1950 Grand Canyon Menu

This menu shows the North Rim of the Grand Canyon. The text observes that “A good vantage point is from beautiful Grand Canyon Lodge on the brink of the North Rim,” which not coincidentally was owned by Union Pacific. Technically, the lodge wasn’t on the edge of the Grand Canyon itself but a side canyon, but that probably didn’t diminish the view.

Click image to download a 1.5-MB PDF of this menu.

Inside, the dinner menu says “17-18 KP 1E 1W 6-20-50,” which I presume means it was used on the Portland Rose (trains 17 & 18) on June 20, 1950. The menu offers just four table d’hôte entrées: salmon, veal, chicken-and-ham casserole, and roast beef. The plebeian nature of these entrées (including salmon, which was a lot more abundant in 1950 than it is today) testifies to the secondary nature of the train relative to the City of Portland. Those wanting something fancier could order the charcoal-broiled club steak from the a la carte side, which by itself cost more ($2.25, about $18 today) than any of the full meals on the table d’hôte side.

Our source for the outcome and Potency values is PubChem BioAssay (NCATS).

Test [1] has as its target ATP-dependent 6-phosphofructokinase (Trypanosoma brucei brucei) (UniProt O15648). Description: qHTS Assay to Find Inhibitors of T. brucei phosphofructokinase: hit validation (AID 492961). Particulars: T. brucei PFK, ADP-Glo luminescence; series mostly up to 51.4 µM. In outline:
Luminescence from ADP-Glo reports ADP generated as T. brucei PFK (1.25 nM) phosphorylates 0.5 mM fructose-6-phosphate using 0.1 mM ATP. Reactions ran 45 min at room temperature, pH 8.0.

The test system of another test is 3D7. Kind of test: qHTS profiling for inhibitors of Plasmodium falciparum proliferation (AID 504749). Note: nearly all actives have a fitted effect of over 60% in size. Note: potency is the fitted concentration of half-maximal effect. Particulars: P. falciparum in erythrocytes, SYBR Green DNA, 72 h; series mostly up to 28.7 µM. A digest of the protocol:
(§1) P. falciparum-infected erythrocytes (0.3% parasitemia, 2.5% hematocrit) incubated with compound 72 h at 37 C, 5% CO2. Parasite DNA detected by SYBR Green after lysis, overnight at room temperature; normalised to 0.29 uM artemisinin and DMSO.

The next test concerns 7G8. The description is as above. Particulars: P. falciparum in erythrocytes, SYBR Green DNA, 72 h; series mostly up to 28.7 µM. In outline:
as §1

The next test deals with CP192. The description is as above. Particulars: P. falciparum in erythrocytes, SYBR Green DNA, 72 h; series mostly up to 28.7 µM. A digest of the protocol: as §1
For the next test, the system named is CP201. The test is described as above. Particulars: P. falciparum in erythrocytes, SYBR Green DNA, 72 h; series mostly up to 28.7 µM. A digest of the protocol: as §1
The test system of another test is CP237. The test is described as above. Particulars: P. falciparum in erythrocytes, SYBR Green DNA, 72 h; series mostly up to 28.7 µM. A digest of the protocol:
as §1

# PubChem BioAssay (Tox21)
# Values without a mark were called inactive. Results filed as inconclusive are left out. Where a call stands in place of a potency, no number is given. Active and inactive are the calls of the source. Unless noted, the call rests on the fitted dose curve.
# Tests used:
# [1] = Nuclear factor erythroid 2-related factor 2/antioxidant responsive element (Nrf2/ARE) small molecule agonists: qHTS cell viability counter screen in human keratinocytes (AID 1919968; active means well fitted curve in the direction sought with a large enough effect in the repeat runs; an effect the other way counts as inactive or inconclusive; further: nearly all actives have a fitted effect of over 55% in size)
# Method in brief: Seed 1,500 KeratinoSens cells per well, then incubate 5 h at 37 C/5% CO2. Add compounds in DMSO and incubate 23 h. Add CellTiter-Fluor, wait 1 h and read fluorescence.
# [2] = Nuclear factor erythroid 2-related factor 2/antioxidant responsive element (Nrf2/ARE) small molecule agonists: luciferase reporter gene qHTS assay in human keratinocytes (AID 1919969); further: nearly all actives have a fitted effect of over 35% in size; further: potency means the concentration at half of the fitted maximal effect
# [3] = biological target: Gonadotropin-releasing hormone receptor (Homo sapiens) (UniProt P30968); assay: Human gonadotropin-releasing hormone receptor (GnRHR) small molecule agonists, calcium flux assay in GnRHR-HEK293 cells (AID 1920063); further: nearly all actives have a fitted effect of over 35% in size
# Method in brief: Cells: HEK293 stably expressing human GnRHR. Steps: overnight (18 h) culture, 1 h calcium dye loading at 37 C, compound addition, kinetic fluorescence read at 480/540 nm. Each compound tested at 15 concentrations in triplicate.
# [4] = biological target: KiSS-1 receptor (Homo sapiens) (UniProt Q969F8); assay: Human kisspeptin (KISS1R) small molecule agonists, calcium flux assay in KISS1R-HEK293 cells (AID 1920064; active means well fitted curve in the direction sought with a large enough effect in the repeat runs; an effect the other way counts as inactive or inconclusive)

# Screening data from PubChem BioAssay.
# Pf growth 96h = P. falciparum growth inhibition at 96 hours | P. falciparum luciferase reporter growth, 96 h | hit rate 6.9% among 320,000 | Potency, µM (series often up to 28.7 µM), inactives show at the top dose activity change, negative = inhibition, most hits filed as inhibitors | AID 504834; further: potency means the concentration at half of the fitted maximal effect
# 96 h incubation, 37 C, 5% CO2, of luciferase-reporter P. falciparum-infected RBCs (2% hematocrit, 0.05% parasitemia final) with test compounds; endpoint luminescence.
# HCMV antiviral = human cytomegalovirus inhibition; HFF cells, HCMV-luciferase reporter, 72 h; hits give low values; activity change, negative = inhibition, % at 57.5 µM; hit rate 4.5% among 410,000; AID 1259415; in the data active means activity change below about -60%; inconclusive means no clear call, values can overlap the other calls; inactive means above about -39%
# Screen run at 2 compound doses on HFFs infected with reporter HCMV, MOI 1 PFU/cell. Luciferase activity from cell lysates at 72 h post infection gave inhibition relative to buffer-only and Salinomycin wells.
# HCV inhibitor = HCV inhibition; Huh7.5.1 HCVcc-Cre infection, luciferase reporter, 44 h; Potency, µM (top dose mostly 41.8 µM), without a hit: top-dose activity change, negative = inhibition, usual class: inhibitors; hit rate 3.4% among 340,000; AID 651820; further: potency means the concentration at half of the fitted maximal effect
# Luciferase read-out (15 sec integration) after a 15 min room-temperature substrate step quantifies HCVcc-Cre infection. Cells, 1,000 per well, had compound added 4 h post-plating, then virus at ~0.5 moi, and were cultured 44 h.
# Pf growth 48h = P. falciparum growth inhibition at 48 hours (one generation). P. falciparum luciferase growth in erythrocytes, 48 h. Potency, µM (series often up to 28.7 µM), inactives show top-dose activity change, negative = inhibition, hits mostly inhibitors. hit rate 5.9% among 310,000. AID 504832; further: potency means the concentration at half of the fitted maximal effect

1950 Grand Canyon Menu — 1 Comment

  1. Trains 17-18 were indeed the Portland Rose. I wonder if the “KP” meant the dining car came from the Kansas Pacific sub? Obviously the 1-E and 1 W refered to eat and westbound. Both trains were primarily mail and express trains in 1950 but they still carried four Pullmans, a club lounge, and the obligatory four coaches, some or all of which were likely to be heavyweights. Not exactly a crack train, but a lot better than the later “City of Everywhere”.


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